This portable tiny house from Austria has been designed by Gerhard Feldbacher. The house, called Simple Home, can be transported by a flatbed truck and features legs that support the house, acting as its foundation, when it reaches its destination.
The flatbed truck and foldaway legs make the Simple Home much easier to transport and set up (no crane is required) than its equivalent; container homes. The house itself is 8.5 feet wide, and 25 feet in length (2.6-by-7.6 meters). Its width is the maximum you can tow without requiring special permits.
However, Feldbacher makes use of RV style pop-outs to increase the overall space available to a user. The bedroom found on the right-hand-side is contained in a small but adequate pop-out, with just enough space for the bed. In the main body of the unit you’ll also find a living room, kitchen and dining area, and a bathroom.
The end wall of the living room features floor-to-ceiling storage units. If you want the space to feel less cluttered, you can “close-off” the kitchen.
The structure of the house is actually made of 4-inch-thick Cross Laminated Timber (CLT), which is then protected by a ventilated rain screen that’s finished with larch siding. There are three main points of entry for natural light: the front wall which features glazed out-swing patio doors and an adjacent floor-to-ceiling window, the back bedroom wall which is again, completely glazed, and a smaller window unit in the bathroom.
The exterior deck to the front of Simple Home can be folded up when you need to transport the house. As pointed out by Lloyd Alter, it brings up the question of whether or not tiny houses should be built on utility trailers, or just a chassis. Often, tiny houses on trailers are towed once to their final location, and there’s no further use of the trailer.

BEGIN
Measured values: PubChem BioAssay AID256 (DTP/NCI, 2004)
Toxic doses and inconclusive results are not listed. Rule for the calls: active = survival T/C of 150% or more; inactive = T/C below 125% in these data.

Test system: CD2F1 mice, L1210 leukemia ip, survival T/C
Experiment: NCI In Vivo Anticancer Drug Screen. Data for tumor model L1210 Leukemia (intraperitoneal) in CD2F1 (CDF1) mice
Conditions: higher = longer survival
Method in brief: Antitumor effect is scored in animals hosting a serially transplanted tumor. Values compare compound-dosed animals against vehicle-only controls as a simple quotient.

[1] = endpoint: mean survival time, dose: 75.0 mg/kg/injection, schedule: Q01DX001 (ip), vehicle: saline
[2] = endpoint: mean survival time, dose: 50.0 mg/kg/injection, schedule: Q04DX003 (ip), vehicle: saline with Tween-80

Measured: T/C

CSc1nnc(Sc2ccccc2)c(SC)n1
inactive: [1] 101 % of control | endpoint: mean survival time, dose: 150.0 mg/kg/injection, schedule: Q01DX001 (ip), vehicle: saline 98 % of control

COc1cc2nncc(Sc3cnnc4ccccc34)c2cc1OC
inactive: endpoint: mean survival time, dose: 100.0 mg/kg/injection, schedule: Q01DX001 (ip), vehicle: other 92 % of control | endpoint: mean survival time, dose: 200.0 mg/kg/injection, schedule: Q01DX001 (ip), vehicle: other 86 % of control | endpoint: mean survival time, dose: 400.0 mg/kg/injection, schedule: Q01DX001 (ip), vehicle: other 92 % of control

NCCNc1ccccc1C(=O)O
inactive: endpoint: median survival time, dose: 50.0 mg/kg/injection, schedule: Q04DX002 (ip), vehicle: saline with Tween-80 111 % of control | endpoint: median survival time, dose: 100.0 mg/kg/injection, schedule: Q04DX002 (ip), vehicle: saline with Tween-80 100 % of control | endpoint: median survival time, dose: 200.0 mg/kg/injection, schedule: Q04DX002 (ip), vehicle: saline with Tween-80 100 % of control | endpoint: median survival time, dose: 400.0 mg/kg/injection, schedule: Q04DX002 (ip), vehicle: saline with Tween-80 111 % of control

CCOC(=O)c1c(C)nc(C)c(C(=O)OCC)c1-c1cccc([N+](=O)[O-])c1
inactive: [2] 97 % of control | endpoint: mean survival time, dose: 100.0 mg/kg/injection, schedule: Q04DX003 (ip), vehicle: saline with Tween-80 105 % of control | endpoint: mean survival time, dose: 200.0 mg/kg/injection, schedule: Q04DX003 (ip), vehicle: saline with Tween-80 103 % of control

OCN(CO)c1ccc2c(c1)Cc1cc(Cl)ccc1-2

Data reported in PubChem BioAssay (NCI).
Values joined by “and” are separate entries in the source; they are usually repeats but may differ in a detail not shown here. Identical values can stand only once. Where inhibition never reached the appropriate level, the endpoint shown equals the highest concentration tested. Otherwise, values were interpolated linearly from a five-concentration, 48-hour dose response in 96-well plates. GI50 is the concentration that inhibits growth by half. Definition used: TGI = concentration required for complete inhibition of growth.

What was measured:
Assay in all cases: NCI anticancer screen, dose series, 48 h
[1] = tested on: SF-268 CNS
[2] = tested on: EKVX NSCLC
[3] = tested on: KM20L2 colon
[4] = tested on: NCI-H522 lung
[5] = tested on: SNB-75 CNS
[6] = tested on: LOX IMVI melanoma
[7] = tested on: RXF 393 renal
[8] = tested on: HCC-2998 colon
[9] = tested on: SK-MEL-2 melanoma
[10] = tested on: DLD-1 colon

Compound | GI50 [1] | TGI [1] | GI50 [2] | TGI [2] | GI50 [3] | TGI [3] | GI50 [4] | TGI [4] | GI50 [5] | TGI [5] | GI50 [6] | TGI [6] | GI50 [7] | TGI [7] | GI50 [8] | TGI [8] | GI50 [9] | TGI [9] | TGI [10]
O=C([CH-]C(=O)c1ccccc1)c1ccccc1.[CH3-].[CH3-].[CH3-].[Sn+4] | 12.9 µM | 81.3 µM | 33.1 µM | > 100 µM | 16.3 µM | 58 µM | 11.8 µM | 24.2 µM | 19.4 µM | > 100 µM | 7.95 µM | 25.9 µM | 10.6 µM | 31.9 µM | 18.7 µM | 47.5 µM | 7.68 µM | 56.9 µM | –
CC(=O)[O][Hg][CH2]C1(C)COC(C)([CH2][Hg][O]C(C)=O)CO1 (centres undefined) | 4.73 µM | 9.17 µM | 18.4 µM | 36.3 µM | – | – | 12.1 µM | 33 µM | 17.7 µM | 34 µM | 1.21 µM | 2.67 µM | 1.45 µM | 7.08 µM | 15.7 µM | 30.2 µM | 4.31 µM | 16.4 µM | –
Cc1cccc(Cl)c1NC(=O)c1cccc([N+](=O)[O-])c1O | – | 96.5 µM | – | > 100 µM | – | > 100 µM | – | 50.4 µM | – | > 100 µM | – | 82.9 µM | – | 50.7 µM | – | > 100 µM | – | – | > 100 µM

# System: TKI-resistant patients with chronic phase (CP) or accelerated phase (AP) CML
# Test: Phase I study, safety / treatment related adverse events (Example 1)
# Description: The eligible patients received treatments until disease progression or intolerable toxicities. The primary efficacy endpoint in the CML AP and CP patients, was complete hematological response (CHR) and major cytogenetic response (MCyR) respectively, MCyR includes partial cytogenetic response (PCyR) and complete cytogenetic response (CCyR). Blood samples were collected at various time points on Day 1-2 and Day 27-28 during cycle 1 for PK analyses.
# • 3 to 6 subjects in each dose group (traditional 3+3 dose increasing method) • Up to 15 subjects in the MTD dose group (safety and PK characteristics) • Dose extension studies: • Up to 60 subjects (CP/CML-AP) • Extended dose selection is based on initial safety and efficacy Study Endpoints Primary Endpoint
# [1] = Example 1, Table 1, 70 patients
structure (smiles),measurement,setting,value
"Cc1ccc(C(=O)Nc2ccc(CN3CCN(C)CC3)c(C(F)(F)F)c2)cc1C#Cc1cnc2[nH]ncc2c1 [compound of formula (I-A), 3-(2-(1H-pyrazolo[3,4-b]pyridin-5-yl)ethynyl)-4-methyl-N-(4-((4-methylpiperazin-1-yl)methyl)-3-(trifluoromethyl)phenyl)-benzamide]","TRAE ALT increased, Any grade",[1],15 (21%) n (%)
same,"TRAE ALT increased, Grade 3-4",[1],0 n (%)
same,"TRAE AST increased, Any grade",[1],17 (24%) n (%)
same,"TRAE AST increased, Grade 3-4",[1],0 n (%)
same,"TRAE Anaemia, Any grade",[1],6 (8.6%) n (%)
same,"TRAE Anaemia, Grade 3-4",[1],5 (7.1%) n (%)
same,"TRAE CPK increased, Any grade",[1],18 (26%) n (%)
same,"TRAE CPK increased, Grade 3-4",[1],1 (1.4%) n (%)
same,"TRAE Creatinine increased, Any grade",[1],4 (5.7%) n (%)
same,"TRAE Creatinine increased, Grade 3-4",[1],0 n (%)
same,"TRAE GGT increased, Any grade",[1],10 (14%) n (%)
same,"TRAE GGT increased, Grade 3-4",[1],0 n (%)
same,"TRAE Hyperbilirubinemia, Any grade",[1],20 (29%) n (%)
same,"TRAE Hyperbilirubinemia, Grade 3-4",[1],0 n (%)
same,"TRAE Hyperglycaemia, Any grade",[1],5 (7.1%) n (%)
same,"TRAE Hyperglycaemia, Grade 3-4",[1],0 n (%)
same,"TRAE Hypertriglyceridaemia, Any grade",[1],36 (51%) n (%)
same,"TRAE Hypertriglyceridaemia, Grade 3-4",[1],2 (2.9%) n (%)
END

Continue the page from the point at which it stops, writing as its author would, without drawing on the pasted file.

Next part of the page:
For more tiny houses check out the Indawo Lifepod – a modern tiny house from South Africa. Or, Mini House 2.0 by Jonas Wagell and Sommarnojen. See all tiny houses.
Photos: Gerhard Feldbacher
Very nice… and practical.
Interesting. How much weight can the legs handle and the stairs need railing going down the stairs into the yard or you might have a lawsuit.
what is the cost of one of these? i like it
The problem with having the foldaway legs instead of being full time mounted on a utility trailer is that once the wheels are removed it is no longer considered a vehicle. A vehicle is considered personal property. Take away the wheels and It’s considered attached to the land and is no longer considered “personal property”. It’s like the lumber when you buy lumber from the lumber yard it is considered personal property, but when you attach the lumber to the land it becomes part of the the “real estate”.